There are plenty of software engineering jobs for fresh outs. There are even jobs for undergrad interns. Admittedly, many of those entry level jobs will probably involve a lot of programming. Not all of them, however. Entry level software engineers might well find themselves starting out as testers, documenters, or helping to set up / maintain infrastructure such as a software configuration management system.
     
  9. Oct 18, 2009 #8
    Re: Why does BLS predict a rapid demand growth for Software Engineers??

    If a computer engineer can do pretty much what a computer science grad can do, and then some, then why isn't a safer/better choice to go into Comp. Eng?
     
  10. Oct 19, 2009 #9

    D H

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    Re: Why does BLS predict a rapid demand growth for Software Engineers??

    Stop mixing terms, avant-garde. Computer engineering ≠ computer science ≠ information systems ≠ information technology ≠ software engineering. The Association for Computing Machinery and the Institute of Electrical and Electronics Engineers jointly developed curriculum guidelines for these five aspects of computing. See http://www.acm.org/education/education/curric_vols/CC2005-March06Final.pdf
     
  11. Oct 19, 2009 #10
    Re: Why does BLS predict a rapid demand growth for Software Engineers??

    Where in post #8 have I mixed terms? I think I asked a very straightforward question.
     
  12. Oct 19, 2009 #11
    Re: Why does BLS predict a rapid demand growth for Software Engineers??

    Actually D-H, computer scientists would include people who work in theory of computation and on projects like the F5 algorithm along with a wide array of interdisciplinary fields and projects. Computer scientists are not programmers, they are often essentially mathematicians who work in areas related to computation who may write code to test their ideas but ultimately have to prove their results and publish them in peer reviewed journals.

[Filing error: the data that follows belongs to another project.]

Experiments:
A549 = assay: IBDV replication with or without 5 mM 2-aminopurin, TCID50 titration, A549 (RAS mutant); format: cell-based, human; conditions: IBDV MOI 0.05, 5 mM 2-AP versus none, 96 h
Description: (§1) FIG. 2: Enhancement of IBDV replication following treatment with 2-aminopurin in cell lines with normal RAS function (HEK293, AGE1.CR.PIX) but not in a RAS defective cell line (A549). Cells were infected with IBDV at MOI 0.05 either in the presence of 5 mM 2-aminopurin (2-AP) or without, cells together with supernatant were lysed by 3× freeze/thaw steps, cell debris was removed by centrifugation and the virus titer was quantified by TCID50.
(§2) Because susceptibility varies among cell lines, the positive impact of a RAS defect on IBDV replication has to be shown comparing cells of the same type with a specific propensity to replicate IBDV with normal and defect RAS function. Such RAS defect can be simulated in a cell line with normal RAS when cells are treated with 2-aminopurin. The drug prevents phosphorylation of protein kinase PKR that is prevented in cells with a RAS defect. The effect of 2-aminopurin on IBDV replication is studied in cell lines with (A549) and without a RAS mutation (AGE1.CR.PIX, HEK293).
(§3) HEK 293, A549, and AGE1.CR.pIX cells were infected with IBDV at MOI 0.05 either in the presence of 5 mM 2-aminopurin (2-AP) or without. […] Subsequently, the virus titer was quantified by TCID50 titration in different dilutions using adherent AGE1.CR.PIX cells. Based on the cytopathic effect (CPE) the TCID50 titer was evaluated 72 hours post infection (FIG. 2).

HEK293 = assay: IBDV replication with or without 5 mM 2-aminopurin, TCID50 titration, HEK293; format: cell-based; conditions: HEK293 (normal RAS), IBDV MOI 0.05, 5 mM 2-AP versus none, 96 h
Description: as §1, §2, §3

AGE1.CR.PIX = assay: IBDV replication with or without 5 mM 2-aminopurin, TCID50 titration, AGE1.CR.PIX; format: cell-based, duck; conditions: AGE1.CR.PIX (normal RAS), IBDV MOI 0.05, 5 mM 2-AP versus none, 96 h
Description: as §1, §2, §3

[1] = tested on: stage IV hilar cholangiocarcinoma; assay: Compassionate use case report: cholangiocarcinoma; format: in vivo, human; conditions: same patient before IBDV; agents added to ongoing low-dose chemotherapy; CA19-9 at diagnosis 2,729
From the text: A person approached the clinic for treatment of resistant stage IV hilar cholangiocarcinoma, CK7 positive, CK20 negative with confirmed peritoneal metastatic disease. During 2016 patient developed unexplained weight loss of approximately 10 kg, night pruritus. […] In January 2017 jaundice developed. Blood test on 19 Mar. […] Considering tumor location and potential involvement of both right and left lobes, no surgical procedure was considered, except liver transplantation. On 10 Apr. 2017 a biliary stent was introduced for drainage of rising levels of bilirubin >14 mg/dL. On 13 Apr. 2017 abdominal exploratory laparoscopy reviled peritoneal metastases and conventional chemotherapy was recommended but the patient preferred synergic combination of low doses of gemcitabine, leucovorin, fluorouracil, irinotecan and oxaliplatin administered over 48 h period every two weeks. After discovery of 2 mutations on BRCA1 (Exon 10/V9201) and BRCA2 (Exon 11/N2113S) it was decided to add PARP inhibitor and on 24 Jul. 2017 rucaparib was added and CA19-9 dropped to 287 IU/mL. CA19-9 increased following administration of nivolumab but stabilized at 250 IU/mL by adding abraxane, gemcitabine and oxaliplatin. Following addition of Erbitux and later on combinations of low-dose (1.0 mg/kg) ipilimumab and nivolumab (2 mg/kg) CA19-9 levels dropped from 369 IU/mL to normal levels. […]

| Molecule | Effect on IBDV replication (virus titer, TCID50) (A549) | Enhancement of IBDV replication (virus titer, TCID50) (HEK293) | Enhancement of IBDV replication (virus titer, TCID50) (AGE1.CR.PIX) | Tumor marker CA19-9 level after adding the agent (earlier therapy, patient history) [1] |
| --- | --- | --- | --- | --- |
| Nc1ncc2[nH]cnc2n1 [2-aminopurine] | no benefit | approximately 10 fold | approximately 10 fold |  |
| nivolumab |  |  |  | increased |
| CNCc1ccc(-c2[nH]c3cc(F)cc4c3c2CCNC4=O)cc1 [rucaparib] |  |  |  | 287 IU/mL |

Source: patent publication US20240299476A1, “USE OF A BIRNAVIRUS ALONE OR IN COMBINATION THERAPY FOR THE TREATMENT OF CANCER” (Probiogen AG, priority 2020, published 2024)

Software engineers apply the results that computer scientists produce to solve problems, and they can often add novel aspects and new results. Software engineering is, in fact, considered to be a subfield of Computer Science.
     
  13. Oct 19, 2009 #12

    D H

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    Re: Why does BLS predict a rapid demand growth for Software Engineers??

    You asked about computer engineers in post #8. The subject of this thread is software engineering. You have another thread open about computer engineering. Computer engineering is essentially about the development of new computer hardware and firmware. Software engineering is essentially about the development of large, complex, and often highly-critical software.


    I agree to some extent. You described is what those with a PhD in computer science do. Those who leave school with only a bachelorate in computer science are more likely to be programmers than computer scientists. Did you read the curricula paper I to which I posted a link in post #9?

    Now I disagree. Just as computer engineering is essentially electrical engineering with a bit of computer science thrown in the mix, I would consider software engineering to be essentially systems engineering with a bit of computer science thrown in the mix.
     
  14. Oct 19, 2009 #13
    Re: Why does BLS predict a rapid demand growth for Software Engineers??

    Fair enough. Although I wouldn't consider anyone to be a Computer Scientist just for having a B.S., just like getting an undergrad degree in Biology and going to work at the zoo doesn't make you a biologist.

    Edit: Sounds neat. Can I still call it applied math though?